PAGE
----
Augments are back from Gadgets and Gizmos, this time with a draconic spin. This is lovely, since augments were a sweet addition that really mixed up the game-to-game variety in a big way that frankly should stick around for the long haul. But it’s the tiny choice of making gold augments the standard, rather than silver, that further provides explosive variations to your game that make you want to throw caution to the wind and try a weird new team comp. You can reroll them once per game too, which allows you to grab a augments you really vibe with.
There’s also the small item adjustments that make the whole experience less of a headache. The switch over from AD/AP specific self-healing from Bloodthirster and Gunblade to omnivamp lessens the impact of bad item luck, and means you aren’t left with random component items that have little purpose at the end of games.
Then there’s the new Guardian PvE fight at the end of the fifth series of fights, which no longer drops trait emblems unless they’re active on your board. TFT players will know just how frustrating it is to receive a dud emblem, so taking that possibility out makes the whole experience bliss.
Worries moving forward
This is not all to say that Dragonlands is perfect, it has some weak spots and barriers that remain steadfast in the face of continued attempts by the team at Riot to tweak and enhance their title.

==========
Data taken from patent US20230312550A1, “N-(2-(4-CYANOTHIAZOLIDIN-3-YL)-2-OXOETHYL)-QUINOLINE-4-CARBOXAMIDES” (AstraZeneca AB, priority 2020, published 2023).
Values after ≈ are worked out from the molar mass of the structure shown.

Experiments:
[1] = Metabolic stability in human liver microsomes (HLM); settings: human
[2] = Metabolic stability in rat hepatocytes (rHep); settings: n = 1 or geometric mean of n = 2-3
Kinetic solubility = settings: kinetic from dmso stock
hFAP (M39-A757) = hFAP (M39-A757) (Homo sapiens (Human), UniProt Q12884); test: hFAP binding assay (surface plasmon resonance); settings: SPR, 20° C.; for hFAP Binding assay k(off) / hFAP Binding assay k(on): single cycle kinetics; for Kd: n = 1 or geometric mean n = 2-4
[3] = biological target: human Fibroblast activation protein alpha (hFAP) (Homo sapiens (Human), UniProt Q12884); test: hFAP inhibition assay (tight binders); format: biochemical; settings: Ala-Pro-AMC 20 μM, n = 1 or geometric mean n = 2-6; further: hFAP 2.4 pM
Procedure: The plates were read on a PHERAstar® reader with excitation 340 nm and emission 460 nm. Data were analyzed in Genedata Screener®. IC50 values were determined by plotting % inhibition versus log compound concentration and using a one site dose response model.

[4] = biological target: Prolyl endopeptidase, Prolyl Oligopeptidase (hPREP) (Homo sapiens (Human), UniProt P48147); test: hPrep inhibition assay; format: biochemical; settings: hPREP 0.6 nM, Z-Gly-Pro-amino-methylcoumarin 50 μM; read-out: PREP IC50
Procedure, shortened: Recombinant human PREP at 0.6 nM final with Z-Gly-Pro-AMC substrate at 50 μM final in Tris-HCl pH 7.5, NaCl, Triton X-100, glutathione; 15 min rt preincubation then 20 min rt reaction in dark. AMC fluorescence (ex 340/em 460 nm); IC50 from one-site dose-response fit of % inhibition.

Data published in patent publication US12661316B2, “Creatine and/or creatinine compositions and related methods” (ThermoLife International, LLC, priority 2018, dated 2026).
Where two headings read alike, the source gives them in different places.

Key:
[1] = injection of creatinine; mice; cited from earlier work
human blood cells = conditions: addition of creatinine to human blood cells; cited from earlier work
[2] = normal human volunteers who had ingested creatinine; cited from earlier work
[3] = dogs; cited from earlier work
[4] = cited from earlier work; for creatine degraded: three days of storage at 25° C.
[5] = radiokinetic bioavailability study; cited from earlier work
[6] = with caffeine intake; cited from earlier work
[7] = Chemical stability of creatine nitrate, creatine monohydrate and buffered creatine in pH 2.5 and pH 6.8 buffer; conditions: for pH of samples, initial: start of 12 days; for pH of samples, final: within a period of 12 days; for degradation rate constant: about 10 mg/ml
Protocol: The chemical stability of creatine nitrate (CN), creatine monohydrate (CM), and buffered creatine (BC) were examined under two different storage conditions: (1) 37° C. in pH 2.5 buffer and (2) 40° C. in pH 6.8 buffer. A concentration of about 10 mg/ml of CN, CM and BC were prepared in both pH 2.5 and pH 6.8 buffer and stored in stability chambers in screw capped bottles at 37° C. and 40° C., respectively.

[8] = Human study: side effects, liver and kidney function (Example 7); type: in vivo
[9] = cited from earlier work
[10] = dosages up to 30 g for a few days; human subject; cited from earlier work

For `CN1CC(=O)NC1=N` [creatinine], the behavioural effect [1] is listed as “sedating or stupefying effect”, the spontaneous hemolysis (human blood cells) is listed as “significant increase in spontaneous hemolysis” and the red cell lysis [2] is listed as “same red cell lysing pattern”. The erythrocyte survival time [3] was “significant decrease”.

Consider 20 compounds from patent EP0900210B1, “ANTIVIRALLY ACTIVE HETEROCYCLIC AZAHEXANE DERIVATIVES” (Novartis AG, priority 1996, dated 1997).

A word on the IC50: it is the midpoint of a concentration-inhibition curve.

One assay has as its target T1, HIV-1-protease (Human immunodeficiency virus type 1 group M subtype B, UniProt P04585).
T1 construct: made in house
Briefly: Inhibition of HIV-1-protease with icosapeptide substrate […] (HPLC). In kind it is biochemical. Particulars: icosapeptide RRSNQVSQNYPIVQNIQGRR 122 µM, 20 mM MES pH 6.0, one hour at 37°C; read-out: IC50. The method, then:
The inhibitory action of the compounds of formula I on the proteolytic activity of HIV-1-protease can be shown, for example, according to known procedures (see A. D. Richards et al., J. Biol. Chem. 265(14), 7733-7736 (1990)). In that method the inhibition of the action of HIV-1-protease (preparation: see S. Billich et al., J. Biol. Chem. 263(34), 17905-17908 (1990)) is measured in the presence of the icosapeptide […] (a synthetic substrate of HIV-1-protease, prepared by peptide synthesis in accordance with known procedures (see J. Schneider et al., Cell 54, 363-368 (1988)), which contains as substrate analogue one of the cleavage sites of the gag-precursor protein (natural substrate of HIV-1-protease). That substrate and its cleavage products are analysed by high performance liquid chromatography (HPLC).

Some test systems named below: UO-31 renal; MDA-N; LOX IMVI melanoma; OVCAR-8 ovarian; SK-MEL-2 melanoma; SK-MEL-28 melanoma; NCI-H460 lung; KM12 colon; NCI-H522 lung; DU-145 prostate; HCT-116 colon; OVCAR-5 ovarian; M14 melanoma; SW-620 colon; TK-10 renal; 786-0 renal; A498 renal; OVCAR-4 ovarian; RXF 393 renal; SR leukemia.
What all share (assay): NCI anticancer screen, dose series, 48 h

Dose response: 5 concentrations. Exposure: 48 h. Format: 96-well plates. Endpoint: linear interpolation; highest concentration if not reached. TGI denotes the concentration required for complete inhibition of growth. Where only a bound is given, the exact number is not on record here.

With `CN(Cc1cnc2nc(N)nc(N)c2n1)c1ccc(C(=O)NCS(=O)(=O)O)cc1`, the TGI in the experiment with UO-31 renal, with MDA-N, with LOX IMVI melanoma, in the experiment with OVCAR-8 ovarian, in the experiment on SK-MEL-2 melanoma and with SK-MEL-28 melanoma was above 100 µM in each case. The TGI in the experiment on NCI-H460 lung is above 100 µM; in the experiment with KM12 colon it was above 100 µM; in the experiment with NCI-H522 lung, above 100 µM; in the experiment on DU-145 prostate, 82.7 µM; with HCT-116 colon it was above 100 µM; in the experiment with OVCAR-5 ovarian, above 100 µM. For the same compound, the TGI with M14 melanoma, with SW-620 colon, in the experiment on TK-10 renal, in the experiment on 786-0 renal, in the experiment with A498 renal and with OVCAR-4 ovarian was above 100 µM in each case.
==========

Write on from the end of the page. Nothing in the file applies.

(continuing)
The first issue is the other side of the coin with Dragonlands being a more complicated set built for pre-existing Teamfight Tactics players is that it may be an arduous experience for new players to pick up. Now TFT has always had a learning curve, and there will always be newer players figuring things out at the bottom of the ranked playlist, but it seems a greater problem here than it has ever done before.
I’m torn because I love the complexity of this set. I would say a perfect answer to the problem would be a tutorial for the set, going through each and every new addition. That would take a lot of work of course, and I’m not sure it would be worth the time investment from the team, but it could make a dent. Hell, maybe even a website link in the client walking players through things would go a long way.
The other worry on my mind is a consequence of some of the quality of life changes - specifically the treasure dragon and ability to reroll augments - and how it makes it far easily to brute force team comps you have in mind. There has always been an element of adaptability in Teamfight Tactics, and the ability to both pick out an augment straight away that plays into a comp you want and the option to pick out perfect items and / or gold means you can go into a game with a build in mind and achieve it with regular success.
This is nice for those who like to complete missions on the release of a Dragonlands, but I have a bad feeling that we’ll see a lot of players fishing hard for whatever augments play well into the best traits in Dragonlands, which will lead to low-skill games with gormless players betting it all on jade mystics or whatever while everyone else has free reign to pick up the scraps of this economic battle. Thankfully, it does take a while to actually get to the treasure dragon, but it’s something I hope the team keeps an eye on moving forward.
The fact that all of my worries are speculative, focused on potential problems rather than actual obvious issues, speaks to the quality of Dragonlands. We didn’t have many issues with it at all - it’s stellar. It does still have an issue with getting fresh players up to date, but if you’ve been a fan of Teamfight Tactics at any point in the past two years you’ll be more than content this time around. From our time with an early version, it’s worth your time.
For more content on Teamfight Tactics: Dragonlands - check out our Dragonlands Origins cheat sheet here!